game count? My WIP - which I might get finished by 15 Jan given
sufficient motivation like a mini-comp - sets the player a fairly
standard goal at the beginning (rot13: erfphr gur acpf), but there is
an alternate ending if you do the opposite (trg gurz nyy xvyyrq),
which is supposed to be the 'real' win. If this fits the bill, and if
I get it finished in time, I'm up for it.

Robin Johnson
http://rdouglasjohnson.com

Michael Neal Tenuis

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Nov 29, 2010, 10:37:32 AM11/29/10
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The page http://www.ifwiki.org/index.php/Category:Game_help lists
"typical sorts of puzzles" (without spoilers, despite what the category
title may suggest).

AnssiR66

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Dec 1, 2010, 3:59:36 AM12/1/10
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> Comments? Suggestions?
>
> Christos

By all means go for it and announce the comp! The idea sounds fun and
would probably attract several entrants.
-Anssi

olethros

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Dec 1, 2010, 8:05:22 AM12/1/10
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> other hand, there've been games since the beginning where you've needed
> to lock doors (or other things) to succeed, so unless there's the
> equivalent of a sign saying "see what I did there?" a subversion can
> easily go unnoticed and just a slightly-less-common variant ...

Yes, that is part of the difficulty.

olethros

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Dec 1, 2010, 8:15:22 AM12/1/10
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On Nov 29, 3:45 pm, Robin Johnson <robindouglasjohn...@gmail.com>
wrote:

> On Nov 24, 10:04 pm, olethros <christos.dimitraka...@gmail.com> wrote:
>
> > The aim of this mini-comp is to break some new ground in puzzle
> > construction by re-thinking classic puzzles. If you find the concept
> > interesting, and I get enough responses by Dec 15, I shall announce a
> > mini-comp with deadline (approximately) Jan 15 2010.
>
> Rather than a single puzzle, would inverting the broader goal of the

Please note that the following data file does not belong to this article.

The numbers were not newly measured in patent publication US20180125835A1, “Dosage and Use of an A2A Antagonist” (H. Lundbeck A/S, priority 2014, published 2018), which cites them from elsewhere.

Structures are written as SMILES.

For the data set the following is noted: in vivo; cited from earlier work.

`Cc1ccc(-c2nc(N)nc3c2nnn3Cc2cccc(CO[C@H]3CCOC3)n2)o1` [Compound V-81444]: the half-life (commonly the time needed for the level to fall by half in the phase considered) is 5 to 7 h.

> game count? My WIP - which I might get finished by 15 Jan given

This sounds somewhat tangential, actually.

Captain Mikee

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Dec 2, 2010, 10:40:18 AM12/2/10
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On Nov 29, 9:45 am, Robin Johnson <robindouglasjohn...@gmail.com>
wrote:

> Rather than a single puzzle, would inverting the broader goal of the
> game count?

I don't remember the name of it, but I think there's another game that
starts, like Enlightenment, at the end of a treasure hunt, where you
get chastised for stealing and tasked with returning all of your loot.

Stephen Granade

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Dec 2, 2010, 12:06:16 PM12/2/10
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Captain Mikee <captai...@yahoo.com> writes:

I would guess either Zero Sum Game
(http://ifdb.tads.org/viewgame?id=nzydrfu1rl2qkuop) or possibly Janitor
(http://ifdb.tads.org/viewgame?id=utic1iedvvnnsf3a)

Stephen

--
Stephen Granade
ste...@granades.com

Captain Mikee

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Dec 3, 2010, 10:25:50 AM12/3/10
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On Dec 2, 12:06 pm, Stephen Granade <step...@granades.com> wrote:

> Captain Mikee <captainmi...@yahoo.com> writes:
> > I don't remember the name of it, but I think there's another game that
> > starts, like Enlightenment, at the end of a treasure hunt, where you
> > get chastised for stealing and tasked with returning all of your loot.
>
> I would guess either Zero Sum Game
> (http://ifdb.tads.org/viewgame?id=nzydrfu1rl2qkuop) or possibly Janitor
> (http://ifdb.tads.org/viewgame?id=utic1iedvvnnsf3a)

Zero Sum Game is the one I heard about, but thanks for the link to
Janitor. What a great idea!

Captain Mikee

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Dec 3, 2010, 10:32:01 AM12/3/10
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I'm having too much fun with this not to share, so I'm posting a poll
at ifdb:

http://ifdb.tads.org/poll?id=fp7gh2yvrq824f7u